GAINESVILLE, Fla. — The name Kenneth "Speedy" Smith may not mean much to University of Florida basketball fans, but allow me to throw some numbers at Gator Nation.
They may be of particular interest to the likes of Kasey Hill and Chris Chiozza.
Smith was a point guard at Boca Ciega High in St. Petersburg, Fla. He went virtually unrecruited by state schools and wound up signing four years ago with a rookie head coach by the name of Michael White at Louisiana Tech.
Over the last four seasons, Smith set the LA Tech record for career assists and led the nation in that statistic in 2014-15, totaling 267. That’s 7.4 per game. Also during those four seasons — while White’s teams were scoring 74.2 points a night, bombing boatloads of 3s and playing a pressing/trapping 94-foot game — the Bulldogs won 101 games.
For context: Smith’s 858 career assists were — get this — 311 more than Erving Walker dished on his way to setting the Florida career record. And, oh by the way, Smith not only garnered Conference USA Player of the Year and All-America honors, but he is projected as a second-round pick in the NBA draft next month.
So memo to Hill, Chiozza, Dorian Finney-Smith and all current UF players (plus prospective future Gators): The race-car ways of Florida basketball will continue under White, who Thursday agreed to a six-year contract averaging $2 million per season to become the 18th coach in Florida basketball history and the one to succeed future Hall of Famer Billy Donovan.
It was 1996, nearly two decades ago, that Donovan brought a pressing/3-point jacking firebrand style of basketball to UF that was wildly entertaining and ultimately took the Gators to unfathomable heights. It only made sense those traits would be prerequisites in the search for Donovan’s successor.
UF athletic director Jeremy Foley and his search committee found them in Ruston, La.
White, 38, went to LA Tech in 2011 following eight seasons as an assistant coach at his alma mater of Ole Miss, where he once was a starting point guard on a couple NCAA Tournament teams. After an 18-16 transition year, White’s teams the next three seasons featured some of the most wide-open offenses in the nation. In 2014-15, the Bulldogs had six players with at least 80 3-point attempts — four with more than 100 — and for the third straight season finished in the top 15 nationally in turnovers forced.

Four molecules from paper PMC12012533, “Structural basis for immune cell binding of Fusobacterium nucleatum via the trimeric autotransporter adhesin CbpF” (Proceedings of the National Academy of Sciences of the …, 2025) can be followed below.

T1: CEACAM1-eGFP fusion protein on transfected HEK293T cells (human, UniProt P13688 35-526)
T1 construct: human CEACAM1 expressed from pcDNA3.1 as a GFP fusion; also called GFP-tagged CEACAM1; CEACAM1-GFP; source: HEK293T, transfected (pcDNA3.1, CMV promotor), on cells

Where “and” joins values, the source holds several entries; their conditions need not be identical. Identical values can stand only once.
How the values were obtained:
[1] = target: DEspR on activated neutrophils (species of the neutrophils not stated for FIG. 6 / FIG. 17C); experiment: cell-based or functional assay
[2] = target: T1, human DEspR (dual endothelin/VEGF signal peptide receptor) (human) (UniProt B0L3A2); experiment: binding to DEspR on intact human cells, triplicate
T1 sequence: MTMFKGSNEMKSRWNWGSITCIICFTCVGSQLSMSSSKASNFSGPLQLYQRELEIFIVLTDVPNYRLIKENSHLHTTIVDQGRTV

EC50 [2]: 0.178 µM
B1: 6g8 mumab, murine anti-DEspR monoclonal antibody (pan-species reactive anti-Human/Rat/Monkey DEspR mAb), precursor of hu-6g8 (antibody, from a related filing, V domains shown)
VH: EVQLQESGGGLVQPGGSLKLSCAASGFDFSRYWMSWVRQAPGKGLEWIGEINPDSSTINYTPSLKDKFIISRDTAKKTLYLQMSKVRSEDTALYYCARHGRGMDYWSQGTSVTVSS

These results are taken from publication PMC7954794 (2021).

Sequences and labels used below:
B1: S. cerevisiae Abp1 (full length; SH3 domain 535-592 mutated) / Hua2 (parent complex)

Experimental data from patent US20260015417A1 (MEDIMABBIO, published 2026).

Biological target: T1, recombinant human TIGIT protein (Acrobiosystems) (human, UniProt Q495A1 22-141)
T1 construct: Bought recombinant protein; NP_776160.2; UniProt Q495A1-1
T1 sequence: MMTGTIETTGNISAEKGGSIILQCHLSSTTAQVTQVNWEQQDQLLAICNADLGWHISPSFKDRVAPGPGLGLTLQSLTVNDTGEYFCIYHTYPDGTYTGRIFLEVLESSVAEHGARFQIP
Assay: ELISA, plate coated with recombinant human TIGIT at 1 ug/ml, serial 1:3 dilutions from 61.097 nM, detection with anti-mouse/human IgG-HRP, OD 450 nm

The Bulldogs are coming off a 27-9 season when they captured the C-USA regular season title. In 2013-14, they went 29-8 and shared the regular-season championship their first year in the league. In ’12-13, as a member of the Western Athletic Conference, LA Tech was 27-7 and won that regular-season crown, too.
In reaching a trio of NITs, the Bulldogs upended Florida State, Georgia and Texas A&M, all on the road. During the regular season, they won at Oklahoma and lost by two at Syracuse.
And White has done it with a core of Florida guys, including five on his latest team. White is known for his relationships and connections in the state — both on the prep and AAU circuit — so he will hit the ground running on that front.
No, the Bulldogs have not appeared in the NCAA Tournament in any of his seasons, having been eliminated in the conference tournament while playing in leagues with single-bid reputations. It might be worth noting, though, that Donovan’s two teams at Marshall never reached the NCAAs either, thanks to defeats in the Southern Conference Tournament.
Things turned out OK on that front, didn’t they?
White played four seasons at Ole Miss (1995-99), nearly all of which as the starting point guard. His coaching career began with Jacksonville State in 2000, before heading to his alma mater as an assistant to Rod Barnes, the coach who recruited him to Oxford in the ’90s. White remained there for seven seasons, retained along the way when Barnes was replaced by Andy Kennedy in ’04, before venturing to LA Tech — once home to the likes of NBA stars Karl Malone, P.J. Brown and Paul Milsap. All told, he 101-40 (for a winning percentage of .716) over the four years and was branded as a fast-tracker; one of the hottest young coaches in the country.
His father, Kevin, has been athletic director at Arizona State, Notre Dame and currently holds that post at Duke, so it’s safe to assume his son has been groomed on the NCAA do’s and don’ts over the years.
Now he’ll succeed a guy who checked all those boxes 19 years ago, inheriting a team coming off a 16-17 season but armed with a roster that could be far more talented next season than last.
So the Michael White era begins. At Florida, one of the nation’s brightest up-and-comers will have a chance to coach and recruit high-major Division-I players in one of the premier conferences in the country.